• People have been routinely and repeatedly deferred and held in prison for arbitrary and subjective reasons. Deferral reasons such as "not serving enough time for the crime committed" are common, as well as "serving too much time to be suitable for release".
      • At the January meeting, Danielle LaCost indulged in repeating insults that her DOC friends had directed at Tate. "Our department has been called a shit-show", she said to Tate, and "you've been called a dipshit."
      • Commissioner Douglas Drankiewicz implied he was also considering quitting, saying "I don't want it to be 100% commissioner turnover, too. I don't want to leave, I think I’m good at this job, but..."  He warned Tate not to hire from outside the DOC. We expect DOC employees will continue the obstruction and decades-long tradition of confining people as long as possible.

      The sabotage of the Parole Commission started before Tate's appointment. Under the previous Chairman Daniel Gabler, releases had all but ceased. There were so few paroles granted that Scott Walker considered abolishing the parole commission to "streamline" the process by not bothering with routine hearings anymore. Opposition efforts prevented this  change from officially occurring, but Gabler and Walker did allow the commission to shrink at the end of their terms. After losing the 2018 election, Walker appointed Gabler to be a Milwaukee County Judge. He is up for re-election on April 7, 2020. 

      The parole commission went from 8 Commissioners and 13 staff in 2014 to three commissioners and two staff by the time Tate took over. Those two staff left in his first six months. The commission was 6 months behind on correspondence on Tate's first day, and is now more than 12 months behind. Family members write support letters and make calls to the commission, but they are never answered. Letters announcing details that would qualify people for release, like housing and job offers do not get into their files. The commission is so understaffed that they are giving out automatic 2 month defers without holding a hearing at all. Rather than letting Tate give people fair hearings and more frequent releases, Wisconsin's parole system has made itself completely dysfunctional.
      The roots of this problem lie in the law change that occurred in January of 2000. That's when Wisconsin implemented its Truth In Sentencing Law, eliminating parole as a sentencing option in favor of a bifurcated sentence (X years in prison and Y years on community supervision with no evaluations, reviews or options for early release). This law change abandoned the people sentenced before Jan 1, 2000 to a legal limbo where they went before the parole commission with a clear conflict of interest. Without new people being sentenced to parole, the commission's budget and commissioner's paychecks are based on holding hearings for a limited group of people that can only grow more limited with every release. Eventually, if the parole commission continued to operate as it had before 2000, parole commissioners would completely eliminate the pool of people they were reviewing. Their personal financial interest is thus protected by deferring releases.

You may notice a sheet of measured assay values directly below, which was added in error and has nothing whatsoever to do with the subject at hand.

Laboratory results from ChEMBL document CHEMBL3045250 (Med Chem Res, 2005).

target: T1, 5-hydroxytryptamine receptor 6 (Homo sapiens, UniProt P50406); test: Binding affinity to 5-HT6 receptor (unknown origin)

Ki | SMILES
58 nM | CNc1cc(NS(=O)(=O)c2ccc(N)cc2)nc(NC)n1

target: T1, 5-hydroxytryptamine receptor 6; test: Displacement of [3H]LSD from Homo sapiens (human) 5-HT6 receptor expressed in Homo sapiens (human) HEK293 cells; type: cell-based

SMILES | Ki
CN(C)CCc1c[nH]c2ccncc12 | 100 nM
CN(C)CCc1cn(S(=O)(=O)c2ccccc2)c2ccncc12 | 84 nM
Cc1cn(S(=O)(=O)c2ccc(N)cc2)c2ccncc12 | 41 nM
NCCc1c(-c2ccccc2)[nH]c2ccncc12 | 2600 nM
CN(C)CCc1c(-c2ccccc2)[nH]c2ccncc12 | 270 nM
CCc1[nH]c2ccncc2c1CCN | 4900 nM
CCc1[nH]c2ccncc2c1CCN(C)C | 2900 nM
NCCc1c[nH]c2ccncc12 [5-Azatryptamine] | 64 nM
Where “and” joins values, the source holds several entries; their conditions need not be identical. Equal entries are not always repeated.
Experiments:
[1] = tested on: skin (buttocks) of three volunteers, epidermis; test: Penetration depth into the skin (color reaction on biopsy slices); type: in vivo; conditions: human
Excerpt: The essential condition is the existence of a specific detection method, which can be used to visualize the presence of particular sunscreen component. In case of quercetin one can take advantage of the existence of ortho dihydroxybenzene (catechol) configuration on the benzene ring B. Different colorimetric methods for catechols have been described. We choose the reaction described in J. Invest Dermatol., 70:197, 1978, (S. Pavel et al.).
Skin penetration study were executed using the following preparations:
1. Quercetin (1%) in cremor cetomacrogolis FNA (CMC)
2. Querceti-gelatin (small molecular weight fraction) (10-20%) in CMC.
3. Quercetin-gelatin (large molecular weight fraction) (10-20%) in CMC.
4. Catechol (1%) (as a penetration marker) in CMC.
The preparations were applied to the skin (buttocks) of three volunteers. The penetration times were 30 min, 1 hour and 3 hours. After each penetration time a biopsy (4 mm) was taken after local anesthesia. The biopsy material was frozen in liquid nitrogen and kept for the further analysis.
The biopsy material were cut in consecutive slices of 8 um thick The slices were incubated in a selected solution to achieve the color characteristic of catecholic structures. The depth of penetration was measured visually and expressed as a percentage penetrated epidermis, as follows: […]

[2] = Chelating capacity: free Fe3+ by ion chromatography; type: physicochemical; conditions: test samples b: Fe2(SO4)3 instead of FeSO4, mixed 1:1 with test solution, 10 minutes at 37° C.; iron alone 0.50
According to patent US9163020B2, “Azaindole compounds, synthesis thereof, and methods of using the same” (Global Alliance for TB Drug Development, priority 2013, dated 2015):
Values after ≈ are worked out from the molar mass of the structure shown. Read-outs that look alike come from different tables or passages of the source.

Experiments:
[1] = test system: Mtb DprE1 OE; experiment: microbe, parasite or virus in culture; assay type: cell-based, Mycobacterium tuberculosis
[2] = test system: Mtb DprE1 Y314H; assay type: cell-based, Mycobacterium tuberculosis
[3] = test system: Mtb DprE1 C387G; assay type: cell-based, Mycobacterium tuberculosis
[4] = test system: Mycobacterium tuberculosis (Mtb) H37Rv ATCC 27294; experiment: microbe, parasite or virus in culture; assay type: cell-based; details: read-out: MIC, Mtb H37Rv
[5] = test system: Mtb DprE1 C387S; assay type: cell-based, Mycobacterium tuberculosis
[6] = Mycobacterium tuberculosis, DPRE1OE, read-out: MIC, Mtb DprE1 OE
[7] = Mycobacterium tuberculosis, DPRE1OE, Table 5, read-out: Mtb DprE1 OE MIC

Meanwhile, the institutional culture of the DOC is also based on holding onto its captives using every means at their disposal. This culture is most explicitly stated in an April of 1984 memo to the DOC by then Governor Tommy Thompson. Upon discovering that he could not retroactively apply a law abolishing mandatory release, Thompson told DOC Secretary stating "I hereby direct the Department of Corrections to pursue any and all available legal avenues to block the release of [people]... the policy of this administration is to keep [people] in prison as long as possible under the law." This direction has defined the DOC's internal culture for decades, and based on our observations, the culture remains strong and is becoming increasingly aggressive.